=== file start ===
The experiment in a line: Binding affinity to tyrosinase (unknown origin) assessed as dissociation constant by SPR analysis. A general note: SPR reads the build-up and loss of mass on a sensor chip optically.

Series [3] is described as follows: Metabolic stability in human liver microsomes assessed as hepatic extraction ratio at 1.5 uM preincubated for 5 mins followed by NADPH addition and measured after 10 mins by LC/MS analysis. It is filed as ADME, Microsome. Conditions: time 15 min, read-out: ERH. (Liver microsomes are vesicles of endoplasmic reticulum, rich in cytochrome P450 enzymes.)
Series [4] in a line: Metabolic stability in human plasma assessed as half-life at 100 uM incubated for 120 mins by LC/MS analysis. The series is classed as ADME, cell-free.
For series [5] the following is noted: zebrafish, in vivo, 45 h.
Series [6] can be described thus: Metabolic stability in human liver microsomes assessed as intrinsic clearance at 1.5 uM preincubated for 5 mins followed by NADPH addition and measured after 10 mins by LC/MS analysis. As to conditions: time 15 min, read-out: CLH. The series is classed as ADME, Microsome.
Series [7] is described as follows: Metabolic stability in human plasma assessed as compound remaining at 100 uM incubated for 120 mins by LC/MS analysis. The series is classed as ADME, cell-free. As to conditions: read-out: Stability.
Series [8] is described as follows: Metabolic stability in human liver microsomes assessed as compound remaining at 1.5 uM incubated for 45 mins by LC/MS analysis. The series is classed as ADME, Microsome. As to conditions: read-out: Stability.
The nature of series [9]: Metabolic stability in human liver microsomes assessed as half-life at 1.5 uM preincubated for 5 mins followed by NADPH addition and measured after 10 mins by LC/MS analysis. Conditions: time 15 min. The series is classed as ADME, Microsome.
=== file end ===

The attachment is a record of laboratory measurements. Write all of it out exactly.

The experiment in a line: Binding affinity to tyrosinase (unknown origin) assessed as dissociation constant by SPR analysis. A general note: SPR reads the build-up and loss of mass on a sensor chip optically.

Series [3] is described as follows: Metabolic stability in human liver microsomes assessed as hepatic extraction ratio at 1.5 uM preincubated for 5 mins followed by NADPH addition and measured after 10 mins by LC/MS analysis. It is filed as ADME, Microsome. Conditions: time 15 min, read-out: ERH. (Liver microsomes are vesicles of endoplasmic reticulum, rich in cytochrome P450 enzymes.)
Series [4] in a line: Metabolic stability in human plasma assessed as half-life at 100 uM incubated for 120 mins by LC/MS analysis. The series is classed as ADME, cell-free.
For series [5] the following is noted: zebrafish, in vivo, 45 h.
Series [6] can be described thus: Metabolic stability in human liver microsomes assessed as intrinsic clearance at 1.5 uM preincubated for 5 mins followed by NADPH addition and measured after 10 mins by LC/MS analysis. As to conditions: time 15 min, read-out: CLH. The series is classed as ADME, Microsome.
Series [7] is described as follows: Metabolic stability in human plasma assessed as compound remaining at 100 uM incubated for 120 mins by LC/MS analysis. The series is classed as ADME, cell-free. As to conditions: read-out: Stability.
Series [8] is described as follows: Metabolic stability in human liver microsomes assessed as compound remaining at 1.5 uM incubated for 45 mins by LC/MS analysis. The series is classed as ADME, Microsome. As to conditions: read-out: Stability.
The nature of series [9]: Metabolic stability in human liver microsomes assessed as half-life at 1.5 uM preincubated for 5 mins followed by NADPH addition and measured after 10 mins by LC/MS analysis. Conditions: time 15 min. The series is classed as ADME, Microsome.